Written by: Daron Pearce | CEO, BNY Mellon Asset Servicing EMEA
2018 has been the year of talking about ESG (environmental, social and governance) investment. In 2019 we are likely to see that discussion turn more decidedly to engagement and action.
The investment industry is on a journey with ESG. Sustainable investment has evolved from negative exclusion to positive inclusion. From the relatively straightforward approach of avoiding investment in businesses connected to sensitive issues such as gambling and tobacco, it is moving towards actively seeking responsible investment opportunities to generate both better investment returns and greater social good. This more nuanced approach to sustainable investment requires the development of more complex metrics, benchmarking and monitoring. There has been much activity in the development of ESG standards, taxonomies and legislative proposals. While some key elements of the new ESG landscape are not yet in place, 2019 may be the year when ESG goes mainstream.
BNY Mellon’s recent paper, ESG Investing: Setting a Course for a Sustainable Future, sets out the current issues for sustainable investment, from the work being undertaken by governments and industry bodies to set common principles and frameworks, to the practical challenges that lie ahead for asset owners and asset managers in developing their investment strategies and product ranges.
The attractions of private markets are unlikely to lessen in 2019. The potential for alpha through exposure to private equity, real estate, infrastructure and private debt continues to encourage capital to flow into private markets investments.
We are seeing private debt/credit as a particularly strong growth area, with many new loan funds coming to market, a lot of those based in Luxembourg. The regulations that have driven bank disintermediation since the global financial crisis have supported the growth of private debt. Low credit spreads in public markets have made private debt attractive to those investors – typically insurance companies and pension funds – who are willing to exchange liquidity for incremental and predictable returns without elevated risk.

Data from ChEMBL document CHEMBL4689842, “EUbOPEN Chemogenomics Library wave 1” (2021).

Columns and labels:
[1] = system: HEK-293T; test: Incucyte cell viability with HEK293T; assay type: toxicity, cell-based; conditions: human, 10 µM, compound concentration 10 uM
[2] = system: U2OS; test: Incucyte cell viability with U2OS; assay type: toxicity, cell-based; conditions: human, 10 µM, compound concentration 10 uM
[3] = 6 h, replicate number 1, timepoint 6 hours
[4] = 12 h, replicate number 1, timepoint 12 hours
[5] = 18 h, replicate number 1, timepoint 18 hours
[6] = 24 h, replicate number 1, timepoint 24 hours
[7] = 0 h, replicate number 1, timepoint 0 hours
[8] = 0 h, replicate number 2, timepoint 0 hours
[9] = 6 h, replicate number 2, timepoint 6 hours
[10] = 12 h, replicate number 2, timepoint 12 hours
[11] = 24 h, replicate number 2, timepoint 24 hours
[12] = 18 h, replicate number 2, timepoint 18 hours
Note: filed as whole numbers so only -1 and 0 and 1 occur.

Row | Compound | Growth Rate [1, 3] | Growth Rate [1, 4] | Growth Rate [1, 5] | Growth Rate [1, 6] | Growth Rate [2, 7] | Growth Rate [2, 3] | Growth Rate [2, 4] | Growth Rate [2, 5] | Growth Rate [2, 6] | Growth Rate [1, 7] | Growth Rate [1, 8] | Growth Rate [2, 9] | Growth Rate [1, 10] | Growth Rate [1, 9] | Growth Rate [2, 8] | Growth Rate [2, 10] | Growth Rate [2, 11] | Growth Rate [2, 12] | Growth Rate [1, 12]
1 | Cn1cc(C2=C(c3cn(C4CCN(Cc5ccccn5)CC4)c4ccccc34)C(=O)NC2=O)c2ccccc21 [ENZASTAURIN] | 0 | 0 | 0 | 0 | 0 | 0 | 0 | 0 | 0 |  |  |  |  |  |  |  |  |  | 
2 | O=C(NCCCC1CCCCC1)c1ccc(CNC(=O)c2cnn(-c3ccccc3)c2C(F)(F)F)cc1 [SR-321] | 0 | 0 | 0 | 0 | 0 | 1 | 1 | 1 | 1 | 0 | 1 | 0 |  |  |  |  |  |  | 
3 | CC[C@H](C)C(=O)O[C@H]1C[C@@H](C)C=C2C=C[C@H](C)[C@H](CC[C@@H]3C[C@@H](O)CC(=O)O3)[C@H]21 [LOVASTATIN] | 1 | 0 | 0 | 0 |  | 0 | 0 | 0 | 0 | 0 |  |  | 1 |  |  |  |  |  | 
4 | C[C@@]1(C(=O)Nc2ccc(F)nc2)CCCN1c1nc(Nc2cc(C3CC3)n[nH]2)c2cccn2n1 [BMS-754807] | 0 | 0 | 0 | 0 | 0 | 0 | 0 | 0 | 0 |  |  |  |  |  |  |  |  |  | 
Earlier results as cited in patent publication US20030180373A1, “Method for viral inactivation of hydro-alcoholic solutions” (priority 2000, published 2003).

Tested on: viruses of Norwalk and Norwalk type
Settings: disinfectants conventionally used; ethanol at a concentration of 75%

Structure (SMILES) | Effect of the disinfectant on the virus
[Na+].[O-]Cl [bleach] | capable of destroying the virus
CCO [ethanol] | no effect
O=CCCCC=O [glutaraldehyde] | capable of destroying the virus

In 2019, we may witness an accelerated focus by private markets investment managers on processes, discipline and structure; in effect, a more ‘institutionalised’ approach to running their businesses. Combined with outsourcing back office functions, this will encompass better analytics and risk-management processes.
We are seeing a sharp increase in interest in launching new ETF fund ranges into EMEA, especially from US asset managers and some large UK asset managers who had until recently kept a ‘watching brief’ for ETFs. Based on the conversations we are having, this is likely to add up to a significant number of new entrants to the European ETF market in the first half of 2019. Some of these new entrants will be facilitated by HANetf, Europe’s first independent white-label ETF platform, for which BNY Mellon provides custody, administration and trustee services.
Fee compression has continued for ETFs over the last year, culminating in the launch of the first zero-expense ratio funds in August. No or very low fee ETFs may become the norm, at least for core ETF products covering large cap indexes. While new launches with smart beta strategies will be able to maintain a premium over these rates, the general direction for ETF fees into 2019 is downwards.
One thing is certain; 2019 will keep asset servicing providers on their toes, reflecting what is likely to be another busy and unpredictable year for many of our clients.
The views expressed herein are those of the author only and may not reflect the views of BNY Mellon.